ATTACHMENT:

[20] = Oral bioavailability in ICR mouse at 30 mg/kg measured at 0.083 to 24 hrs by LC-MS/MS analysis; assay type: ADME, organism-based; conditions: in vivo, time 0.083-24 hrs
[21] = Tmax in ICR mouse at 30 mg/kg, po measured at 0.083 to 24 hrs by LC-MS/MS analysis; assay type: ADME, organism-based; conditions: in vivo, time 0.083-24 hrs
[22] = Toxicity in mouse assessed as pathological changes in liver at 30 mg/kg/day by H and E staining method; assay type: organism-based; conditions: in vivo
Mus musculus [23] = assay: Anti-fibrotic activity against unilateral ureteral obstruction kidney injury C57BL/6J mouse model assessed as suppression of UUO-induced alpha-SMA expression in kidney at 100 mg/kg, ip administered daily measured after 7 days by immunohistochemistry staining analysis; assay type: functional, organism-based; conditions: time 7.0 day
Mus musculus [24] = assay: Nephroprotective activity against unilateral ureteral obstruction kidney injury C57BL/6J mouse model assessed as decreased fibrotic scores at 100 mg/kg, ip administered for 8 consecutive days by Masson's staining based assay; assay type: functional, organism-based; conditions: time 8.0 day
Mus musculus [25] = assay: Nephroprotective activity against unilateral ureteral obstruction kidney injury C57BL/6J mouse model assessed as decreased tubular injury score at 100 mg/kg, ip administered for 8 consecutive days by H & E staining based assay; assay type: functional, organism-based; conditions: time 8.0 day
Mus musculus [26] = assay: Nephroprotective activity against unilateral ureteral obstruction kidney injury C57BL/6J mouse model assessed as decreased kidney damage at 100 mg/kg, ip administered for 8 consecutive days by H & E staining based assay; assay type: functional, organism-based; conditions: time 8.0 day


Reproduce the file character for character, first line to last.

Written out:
[20] = Oral bioavailability in ICR mouse at 30 mg/kg measured at 0.083 to 24 hrs by LC-MS/MS analysis; assay type: ADME, organism-based; conditions: in vivo, time 0.083-24 hrs
[21] = Tmax in ICR mouse at 30 mg/kg, po measured at 0.083 to 24 hrs by LC-MS/MS analysis; assay type: ADME, organism-based; conditions: in vivo, time 0.083-24 hrs
[22] = Toxicity in mouse assessed as pathological changes in liver at 30 mg/kg/day by H and E staining method; assay type: organism-based; conditions: in vivo
Mus musculus [23] = assay: Anti-fibrotic activity against unilateral ureteral obstruction kidney injury C57BL/6J mouse model assessed as suppression of UUO-induced alpha-SMA expression in kidney at 100 mg/kg, ip administered daily measured after 7 days by immunohistochemistry staining analysis; assay type: functional, organism-based; conditions: time 7.0 day
Mus musculus [24] = assay: Nephroprotective activity against unilateral ureteral obstruction kidney injury C57BL/6J mouse model assessed as decreased fibrotic scores at 100 mg/kg, ip administered for 8 consecutive days by Masson's staining based assay; assay type: functional, organism-based; conditions: time 8.0 day
Mus musculus [25] = assay: Nephroprotective activity against unilateral ureteral obstruction kidney injury C57BL/6J mouse model assessed as decreased tubular injury score at 100 mg/kg, ip administered for 8 consecutive days by H & E staining based assay; assay type: functional, organism-based; conditions: time 8.0 day
Mus musculus [26] = assay: Nephroprotective activity against unilateral ureteral obstruction kidney injury C57BL/6J mouse model assessed as decreased kidney damage at 100 mg/kg, ip administered for 8 consecutive days by H & E staining based assay; assay type: functional, organism-based; conditions: time 8.0 day